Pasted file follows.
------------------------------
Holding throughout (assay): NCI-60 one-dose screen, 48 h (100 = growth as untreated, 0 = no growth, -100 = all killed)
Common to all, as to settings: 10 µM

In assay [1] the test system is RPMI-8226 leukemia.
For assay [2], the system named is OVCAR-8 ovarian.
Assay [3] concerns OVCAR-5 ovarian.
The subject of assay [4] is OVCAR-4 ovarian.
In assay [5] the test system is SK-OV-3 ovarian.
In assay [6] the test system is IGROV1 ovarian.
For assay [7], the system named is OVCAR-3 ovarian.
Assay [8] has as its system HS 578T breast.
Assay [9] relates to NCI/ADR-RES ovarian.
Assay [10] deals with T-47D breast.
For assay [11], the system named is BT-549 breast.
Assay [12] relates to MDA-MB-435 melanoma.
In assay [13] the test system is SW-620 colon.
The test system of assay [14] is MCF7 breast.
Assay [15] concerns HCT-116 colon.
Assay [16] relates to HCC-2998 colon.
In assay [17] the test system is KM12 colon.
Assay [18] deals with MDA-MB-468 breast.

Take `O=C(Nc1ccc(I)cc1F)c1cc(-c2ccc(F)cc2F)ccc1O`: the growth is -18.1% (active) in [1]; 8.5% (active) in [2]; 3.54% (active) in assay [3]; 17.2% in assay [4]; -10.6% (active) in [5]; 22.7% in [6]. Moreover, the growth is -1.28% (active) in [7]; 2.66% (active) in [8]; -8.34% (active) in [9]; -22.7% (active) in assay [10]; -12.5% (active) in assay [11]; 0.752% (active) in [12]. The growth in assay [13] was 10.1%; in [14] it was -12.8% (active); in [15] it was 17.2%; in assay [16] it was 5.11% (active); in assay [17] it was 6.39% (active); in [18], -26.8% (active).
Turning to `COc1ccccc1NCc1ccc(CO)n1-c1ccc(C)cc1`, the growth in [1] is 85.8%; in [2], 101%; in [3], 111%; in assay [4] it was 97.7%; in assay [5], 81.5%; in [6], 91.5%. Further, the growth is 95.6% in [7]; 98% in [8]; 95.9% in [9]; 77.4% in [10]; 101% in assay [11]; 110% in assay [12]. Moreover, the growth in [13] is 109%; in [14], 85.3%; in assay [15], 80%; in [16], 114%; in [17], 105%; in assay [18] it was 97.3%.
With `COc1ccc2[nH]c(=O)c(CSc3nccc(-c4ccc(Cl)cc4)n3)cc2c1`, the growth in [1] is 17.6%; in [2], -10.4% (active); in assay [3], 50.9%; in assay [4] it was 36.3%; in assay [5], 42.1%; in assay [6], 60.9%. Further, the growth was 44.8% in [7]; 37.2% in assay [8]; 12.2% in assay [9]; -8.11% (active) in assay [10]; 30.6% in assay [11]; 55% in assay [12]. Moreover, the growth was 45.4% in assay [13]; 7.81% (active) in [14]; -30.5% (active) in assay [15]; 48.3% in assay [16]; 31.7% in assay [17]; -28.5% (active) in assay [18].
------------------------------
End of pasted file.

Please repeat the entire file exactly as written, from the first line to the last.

Holding throughout (assay): NCI-60 one-dose screen, 48 h (100 = growth as untreated, 0 = no growth, -100 = all killed)
Common to all, as to settings: 10 µM

In assay [1] the test system is RPMI-8226 leukemia.
For assay [2], the system named is OVCAR-8 ovarian.
Assay [3] concerns OVCAR-5 ovarian.
The subject of assay [4] is OVCAR-4 ovarian.
In assay [5] the test system is SK-OV-3 ovarian.
In assay [6] the test system is IGROV1 ovarian.
For assay [7], the system named is OVCAR-3 ovarian.
Assay [8] has as its system HS 578T breast.
Assay [9] relates to NCI/ADR-RES ovarian.
Assay [10] deals with T-47D breast.
For assay [11], the system named is BT-549 breast.
Assay [12] relates to MDA-MB-435 melanoma.
In assay [13] the test system is SW-620 colon.
The test system of assay [14] is MCF7 breast.
Assay [15] concerns HCT-116 colon.
Assay [16] relates to HCC-2998 colon.
In assay [17] the test system is KM12 colon.
Assay [18] deals with MDA-MB-468 breast.

Take `O=C(Nc1ccc(I)cc1F)c1cc(-c2ccc(F)cc2F)ccc1O`: the growth is -18.1% (active) in [1]; 8.5% (active) in [2]; 3.54% (active) in assay [3]; 17.2% in assay [4]; -10.6% (active) in [5]; 22.7% in [6]. Moreover, the growth is -1.28% (active) in [7]; 2.66% (active) in [8]; -8.34% (active) in [9]; -22.7% (active) in assay [10]; -12.5% (active) in assay [11]; 0.752% (active) in [12]. The growth in assay [13] was 10.1%; in [14] it was -12.8% (active); in [15] it was 17.2%; in assay [16] it was 5.11% (active); in assay [17] it was 6.39% (active); in [18], -26.8% (active).
Turning to `COc1ccccc1NCc1ccc(CO)n1-c1ccc(C)cc1`, the growth in [1] is 85.8%; in [2], 101%; in [3], 111%; in assay [4] it was 97.7%; in assay [5], 81.5%; in [6], 91.5%. Further, the growth is 95.6% in [7]; 98% in [8]; 95.9% in [9]; 77.4% in [10]; 101% in assay [11]; 110% in assay [12]. Moreover, the growth in [13] is 109%; in [14], 85.3%; in assay [15], 80%; in [16], 114%; in [17], 105%; in assay [18] it was 97.3%.
With `COc1ccc2[nH]c(=O)c(CSc3nccc(-c4ccc(Cl)cc4)n3)cc2c1`, the growth in [1] is 17.6%; in [2], -10.4% (active); in assay [3], 50.9%; in assay [4] it was 36.3%; in assay [5], 42.1%; in assay [6], 60.9%. Further, the growth was 44.8% in [7]; 37.2% in assay [8]; 12.2% in assay [9]; -8.11% (active) in assay [10]; 30.6% in assay [11]; 55% in assay [12]. Moreover, the growth was 45.4% in assay [13]; 7.81% (active) in [14]; -30.5% (active) in assay [15]; 48.3% in assay [16]; 31.7% in assay [17]; -28.5% (active) in assay [18].